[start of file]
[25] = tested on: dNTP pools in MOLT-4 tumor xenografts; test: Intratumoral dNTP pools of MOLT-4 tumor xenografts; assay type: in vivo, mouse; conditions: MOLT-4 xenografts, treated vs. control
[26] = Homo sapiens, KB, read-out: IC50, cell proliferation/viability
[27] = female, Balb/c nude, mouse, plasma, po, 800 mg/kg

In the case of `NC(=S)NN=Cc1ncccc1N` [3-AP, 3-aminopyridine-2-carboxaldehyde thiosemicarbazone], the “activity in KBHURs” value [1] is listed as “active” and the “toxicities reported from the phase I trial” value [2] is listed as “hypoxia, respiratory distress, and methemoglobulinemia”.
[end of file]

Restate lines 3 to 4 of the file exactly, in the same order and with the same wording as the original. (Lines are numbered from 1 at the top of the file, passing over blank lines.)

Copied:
[27] = female, Balb/c nude, mouse, plasma, po, 800 mg/kg

In the case of `NC(=S)NN=Cc1ncccc1N` [3-AP, 3-aminopyridine-2-carboxaldehyde thiosemicarbazone], the “activity in KBHURs” value [1] is listed as “active” and the “toxicities reported from the phase I trial” value [2] is listed as “hypoxia, respiratory distress, and methemoglobulinemia”.